Post Politics Hour

Shailagh Murray
Washington Post Congressional Reporter
Friday, September 7, 2007; 11:00 AM

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Washington Post congressional reporter Shailagh Murray was online Friday, Sept. 7 at 11 a.m. ET to discuss the latest news in politics.

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The transcript follows.

Don't want to miss out on the latest in politics? Start each day with The Post Politics Hour. Join in each weekday morning at 11 a.m. as a member of The Washington Post's team of White House and Congressional reporters answers questions about the latest in buzz in Washington and The Post's coverage of political news.

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washingtonpost.com: Jonathan Weisman won't be able to participate this morning; Shailagh Murray be filling in.

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Shailagh Murray: Hello everyone ... I'm the emergency fill-in for Jonathan this morning, but as we sit next to each other and basically cover the same thing, I will attempt to channel him, thus providing two chatters for the price of one.

Bring on your questions. There could not be more going on.

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Crestwood, N.Y.: So the brilliant Karen DeYoung has once again proven -- it seems like for the millionth time, but this has only been going on for six and a half years -- that the Bush/Cheney gang lives and dies by propaganda. You can't take a single thing they say at face value; in the famous words of Mrs. McCarthy, every word they say is a lie, including the "a" and "the."

So the question is, do the Democrats in Congress read any newspapers? Why do I get the feeling that they are about to play a strong poker hand into another miserable failure? What is it they say, scared money don't win? The voters already have tuned out Petraeus according to the Rasmussen Polls, and they want this war over. What do people like Pelosi or Reid fear? President George W. Thirty Percent? Getting audited? What am I missing here?

washingtonpost.com: Experts Doubt Drop In Violence in Iraq (Post, Sept. 6)

washingtonpost.com: Iraqi Army Unable To Take Over Within A Year, Report Says (Post, Sept. 6)

Shailagh Murray: Yes, we are all in awe of Karen. Such a fine journalist.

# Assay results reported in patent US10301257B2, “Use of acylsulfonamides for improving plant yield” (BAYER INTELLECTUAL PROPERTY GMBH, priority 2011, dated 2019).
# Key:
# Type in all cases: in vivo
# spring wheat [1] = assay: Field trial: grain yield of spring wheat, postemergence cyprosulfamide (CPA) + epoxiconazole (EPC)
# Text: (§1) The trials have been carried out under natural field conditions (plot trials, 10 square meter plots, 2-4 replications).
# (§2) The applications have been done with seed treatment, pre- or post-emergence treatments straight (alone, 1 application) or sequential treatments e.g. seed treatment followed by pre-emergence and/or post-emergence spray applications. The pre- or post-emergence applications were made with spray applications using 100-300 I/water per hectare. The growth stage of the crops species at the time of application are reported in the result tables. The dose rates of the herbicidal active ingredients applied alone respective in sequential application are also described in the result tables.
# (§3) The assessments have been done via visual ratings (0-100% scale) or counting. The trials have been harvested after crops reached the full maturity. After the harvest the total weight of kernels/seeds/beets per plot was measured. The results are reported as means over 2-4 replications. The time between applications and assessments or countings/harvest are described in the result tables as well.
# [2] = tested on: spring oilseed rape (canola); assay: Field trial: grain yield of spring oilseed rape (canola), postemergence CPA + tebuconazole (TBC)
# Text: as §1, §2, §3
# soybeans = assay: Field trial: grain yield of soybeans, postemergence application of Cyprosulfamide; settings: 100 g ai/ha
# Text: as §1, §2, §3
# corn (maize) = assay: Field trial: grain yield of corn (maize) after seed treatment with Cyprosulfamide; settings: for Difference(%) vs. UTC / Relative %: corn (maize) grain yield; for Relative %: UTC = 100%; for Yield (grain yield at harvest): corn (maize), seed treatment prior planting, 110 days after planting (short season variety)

As to the Democrats and this war debate, I expect we are entering the murkiest phase yet. Yes, the Democrats are scaling back their ambitions, but the dynamic in Iraq has changed since the spring, and it is so hard to score these issues in the black-and-white way that many people would like. I expect many of you in the antiwar community will be very disappointed a month from now.

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Bethesda, Md.: The Craig scandal sure has the Republican leadership divided. Is Arlen Specter really backing Craig? From what I have read, most Senators are backing off...

Shailagh Murray: I'm rubbing my eyes, wondering if that whole Craig episode was for real.

My sense talking to folks is that Republicans are not really divided on Craig -- they recognized as soon as the story broke that there was no way he could return. Some visual images live on forever -- you just couldn't see him walking on to the Senate floor ever again. I do think that some believe McConnell was a bit of a hit man in his response, but I think the idea was to get the message across loud and clear, to break through the walls of denial.

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Rochester, N.Y.: Shailagh, I know you get sick of these kinds of questions, but no one else here will ever answer them, so please consider these: Why is that the Norman Hsu story has gotten so much attention when similar scandals involving Republicans receive so little? I'm referring to Giuliani's South Carolina chair getting busted for dealing cocaine and a major Romney fundraiser in Utah facing charges of fraud and sexual abuse of minors? Also -- this relates to the first question -- why does official Washington hate the Clintons so much? Why? Broder et al go on about how they love pragmatic centrists, but constantly berate the Clintons for essentially being pragmatic centrists. What's the deal?

washingtonpost.com: Ex-Fugitive's Fundraising Talent Put Him on Democrats' A-List (Post, Sept. 7)

washingtonpost.com: Broder: The Making of a Frontrunner (Post, Sept. 6)

Shailagh Murray: The difference between the Norman Hsu story and the South Carolina cocaine bust is that the former resurrects some of the most serious questions that dogged Clinton One, about the way they raise money. But you make a valid point -- perhaps those other episodes got too little attention. I would argue that the coverage of Craig's bathroom capers more than tipped the scales against the Republicans this month, if you want to weigh scandal in column inches.

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Washington: Great talks ... so, here's my question. Other than playing presidents and talking tough in acting roles, how is Fred Thompson any more experienced in foreign policy, military policy or any other policy than is Obama? And if the experience questions dog Obama, do you think they will dog Thompson? And if they don't, isn't that a bit of a media double standard?